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Utah gaming development studio head sent to jail

updated 12:58 am EDT, Fri October 19, 2012

Owner of Sensory Sweep Studios owed $1.2 million in back pay

The ex-chief and head of defunct game development company Sensory Sweep Studios has been incarcerated for the criminal charge of failure to pay employees. David M. Rushton, head of the firm, owes $1.2 million in a criminal case in Utah for non-payment of wages to what at one point was over 200 employees. Rushton did business in a Salt Lake City suburb, and his company, which focused on selling games adapted from movies, is closed and no longer actively developing titles.

Rushton started his second jail sentence in part to help settle the suit on October 10 at the Salt Lake County Jail. He had previously served time in the jail in 2010 for tax fraud and racketeering in charges related to the game firm. As part of the previous sentence, Rushton remains forbidden to handle money for other people and still faces 72 months of probation.

"We had occasional paychecks that trickled in. Some people were favored more than others," said Adam Hunter, a 29-year-old game designer previously employed by Rushton, owed $12,000 by the company. "Much like with an ex-girlfriend, I've just moved on," Hunter added. "I'm a realist. I understand I'm not going to see any money. I'm not as bitter as I was when this all started going down years ago."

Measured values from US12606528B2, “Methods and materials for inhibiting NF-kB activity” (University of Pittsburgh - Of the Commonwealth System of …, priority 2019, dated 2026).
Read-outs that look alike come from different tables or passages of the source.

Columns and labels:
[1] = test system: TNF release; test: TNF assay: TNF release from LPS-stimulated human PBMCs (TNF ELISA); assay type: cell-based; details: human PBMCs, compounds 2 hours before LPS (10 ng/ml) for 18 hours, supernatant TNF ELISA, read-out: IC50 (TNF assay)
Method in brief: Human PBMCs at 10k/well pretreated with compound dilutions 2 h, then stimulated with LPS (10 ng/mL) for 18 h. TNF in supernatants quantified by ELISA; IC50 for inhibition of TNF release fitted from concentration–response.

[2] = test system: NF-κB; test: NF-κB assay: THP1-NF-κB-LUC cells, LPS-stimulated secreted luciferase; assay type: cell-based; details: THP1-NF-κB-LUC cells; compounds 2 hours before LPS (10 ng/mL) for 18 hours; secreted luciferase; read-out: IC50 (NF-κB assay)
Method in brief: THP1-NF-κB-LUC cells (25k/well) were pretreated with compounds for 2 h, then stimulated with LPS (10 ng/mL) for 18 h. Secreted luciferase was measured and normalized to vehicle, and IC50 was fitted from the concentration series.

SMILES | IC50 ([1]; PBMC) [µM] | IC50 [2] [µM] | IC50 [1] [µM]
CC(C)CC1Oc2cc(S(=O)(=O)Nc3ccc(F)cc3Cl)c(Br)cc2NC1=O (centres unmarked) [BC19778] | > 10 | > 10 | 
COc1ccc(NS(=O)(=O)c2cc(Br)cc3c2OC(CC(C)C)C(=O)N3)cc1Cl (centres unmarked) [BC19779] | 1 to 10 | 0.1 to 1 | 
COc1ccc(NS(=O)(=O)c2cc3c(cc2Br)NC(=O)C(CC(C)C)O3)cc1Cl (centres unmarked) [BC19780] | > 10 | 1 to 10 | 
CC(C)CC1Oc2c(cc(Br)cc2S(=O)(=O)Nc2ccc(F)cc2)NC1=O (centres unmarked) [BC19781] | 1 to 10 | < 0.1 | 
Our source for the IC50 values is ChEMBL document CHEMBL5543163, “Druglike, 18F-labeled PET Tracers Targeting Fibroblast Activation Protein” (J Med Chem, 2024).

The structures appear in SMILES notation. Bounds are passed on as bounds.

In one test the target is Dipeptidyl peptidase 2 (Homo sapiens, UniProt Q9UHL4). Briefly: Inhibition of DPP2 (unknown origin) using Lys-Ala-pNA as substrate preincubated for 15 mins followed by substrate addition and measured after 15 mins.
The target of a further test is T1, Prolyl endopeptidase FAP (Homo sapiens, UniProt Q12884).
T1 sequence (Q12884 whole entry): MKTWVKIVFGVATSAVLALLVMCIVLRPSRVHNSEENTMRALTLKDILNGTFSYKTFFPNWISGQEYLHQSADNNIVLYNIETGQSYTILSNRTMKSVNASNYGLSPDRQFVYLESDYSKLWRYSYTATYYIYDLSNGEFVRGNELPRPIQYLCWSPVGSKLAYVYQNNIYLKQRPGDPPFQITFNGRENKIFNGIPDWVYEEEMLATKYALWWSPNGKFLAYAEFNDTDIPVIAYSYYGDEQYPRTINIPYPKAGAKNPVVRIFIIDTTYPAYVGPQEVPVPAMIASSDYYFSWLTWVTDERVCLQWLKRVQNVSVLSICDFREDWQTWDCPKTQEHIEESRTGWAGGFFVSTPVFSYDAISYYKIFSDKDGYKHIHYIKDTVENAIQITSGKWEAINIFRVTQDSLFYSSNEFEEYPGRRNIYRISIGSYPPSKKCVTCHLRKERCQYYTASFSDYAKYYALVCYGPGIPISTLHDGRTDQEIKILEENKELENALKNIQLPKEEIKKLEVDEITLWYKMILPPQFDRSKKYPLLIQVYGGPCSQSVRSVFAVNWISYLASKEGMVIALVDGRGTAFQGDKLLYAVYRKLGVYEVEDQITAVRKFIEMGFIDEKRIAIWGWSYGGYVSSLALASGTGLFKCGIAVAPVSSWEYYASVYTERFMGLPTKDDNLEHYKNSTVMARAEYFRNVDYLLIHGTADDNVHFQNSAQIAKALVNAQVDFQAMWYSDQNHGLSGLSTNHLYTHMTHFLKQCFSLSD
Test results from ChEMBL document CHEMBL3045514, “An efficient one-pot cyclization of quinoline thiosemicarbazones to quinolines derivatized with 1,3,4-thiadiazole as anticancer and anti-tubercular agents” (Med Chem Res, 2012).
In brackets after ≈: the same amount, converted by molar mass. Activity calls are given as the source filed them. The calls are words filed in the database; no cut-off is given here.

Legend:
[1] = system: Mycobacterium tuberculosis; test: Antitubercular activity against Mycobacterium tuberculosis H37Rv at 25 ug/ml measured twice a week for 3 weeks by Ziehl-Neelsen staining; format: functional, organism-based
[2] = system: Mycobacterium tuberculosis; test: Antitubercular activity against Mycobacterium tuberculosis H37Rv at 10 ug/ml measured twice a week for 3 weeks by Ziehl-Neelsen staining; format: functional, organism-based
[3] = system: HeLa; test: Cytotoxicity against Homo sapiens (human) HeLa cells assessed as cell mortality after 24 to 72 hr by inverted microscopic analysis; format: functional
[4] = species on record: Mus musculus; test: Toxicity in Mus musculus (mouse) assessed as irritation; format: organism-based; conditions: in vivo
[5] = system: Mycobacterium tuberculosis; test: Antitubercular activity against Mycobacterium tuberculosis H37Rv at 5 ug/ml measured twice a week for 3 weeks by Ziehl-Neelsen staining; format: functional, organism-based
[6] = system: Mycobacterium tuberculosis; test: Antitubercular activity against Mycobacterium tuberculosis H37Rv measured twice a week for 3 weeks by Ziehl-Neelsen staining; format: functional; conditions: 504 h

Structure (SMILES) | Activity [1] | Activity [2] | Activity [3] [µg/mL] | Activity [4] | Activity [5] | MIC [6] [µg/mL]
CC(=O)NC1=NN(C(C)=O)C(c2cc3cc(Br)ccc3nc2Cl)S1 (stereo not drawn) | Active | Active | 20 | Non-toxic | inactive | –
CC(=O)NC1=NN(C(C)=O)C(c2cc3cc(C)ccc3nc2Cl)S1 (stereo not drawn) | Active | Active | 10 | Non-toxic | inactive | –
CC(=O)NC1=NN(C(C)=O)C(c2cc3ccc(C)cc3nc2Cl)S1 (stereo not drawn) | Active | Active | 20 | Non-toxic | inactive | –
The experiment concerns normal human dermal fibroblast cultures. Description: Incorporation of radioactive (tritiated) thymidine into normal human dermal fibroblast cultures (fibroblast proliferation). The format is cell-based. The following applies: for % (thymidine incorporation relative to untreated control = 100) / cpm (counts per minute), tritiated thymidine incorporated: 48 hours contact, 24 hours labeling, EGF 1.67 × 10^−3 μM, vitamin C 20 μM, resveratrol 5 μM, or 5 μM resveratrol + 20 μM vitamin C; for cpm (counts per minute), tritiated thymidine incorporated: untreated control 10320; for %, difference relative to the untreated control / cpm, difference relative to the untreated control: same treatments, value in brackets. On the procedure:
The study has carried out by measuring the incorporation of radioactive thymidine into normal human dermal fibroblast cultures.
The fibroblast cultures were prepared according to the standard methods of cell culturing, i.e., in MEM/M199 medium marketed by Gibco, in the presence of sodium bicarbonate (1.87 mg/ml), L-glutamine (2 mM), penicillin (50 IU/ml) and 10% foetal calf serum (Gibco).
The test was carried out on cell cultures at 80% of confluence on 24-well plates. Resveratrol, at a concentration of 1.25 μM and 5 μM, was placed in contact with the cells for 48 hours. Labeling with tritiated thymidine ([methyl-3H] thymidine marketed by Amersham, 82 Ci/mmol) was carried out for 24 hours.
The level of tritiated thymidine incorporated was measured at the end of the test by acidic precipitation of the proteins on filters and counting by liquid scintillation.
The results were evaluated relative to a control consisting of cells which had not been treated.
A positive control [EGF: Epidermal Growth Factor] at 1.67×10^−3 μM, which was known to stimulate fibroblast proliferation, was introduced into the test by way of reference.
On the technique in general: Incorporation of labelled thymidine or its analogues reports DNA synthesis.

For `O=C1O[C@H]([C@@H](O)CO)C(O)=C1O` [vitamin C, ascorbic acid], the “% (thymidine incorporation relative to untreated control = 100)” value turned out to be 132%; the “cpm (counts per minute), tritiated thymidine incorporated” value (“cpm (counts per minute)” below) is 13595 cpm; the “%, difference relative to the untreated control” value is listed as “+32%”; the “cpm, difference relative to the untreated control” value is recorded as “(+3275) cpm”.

Utah Labor Commission wage-claim manager Brent Asay said that the agency "thought that Mr. Rushton was trying to continue his business on the backs of his employees. It just appeared fishy to us. I just really feel bad for these people, performing work and not getting paid. We saw very few cases where he made payroll." Hunter claimed that he wasn't aware of any employees that weren't friends or family of Rushton getting paid regularly.

Sensory Sweep Studios had a reputation for quick turnaround of licenses with sometimes buggy products. Some of its more successful ventures included Tiger Woods Golf 2005, and the Xbox Live Arcade version of classic Street Fighter II: Hyper Fighting, which held the record for quickest-selling XBox Live Arcade title for nearly four years.

By Electronista Staff
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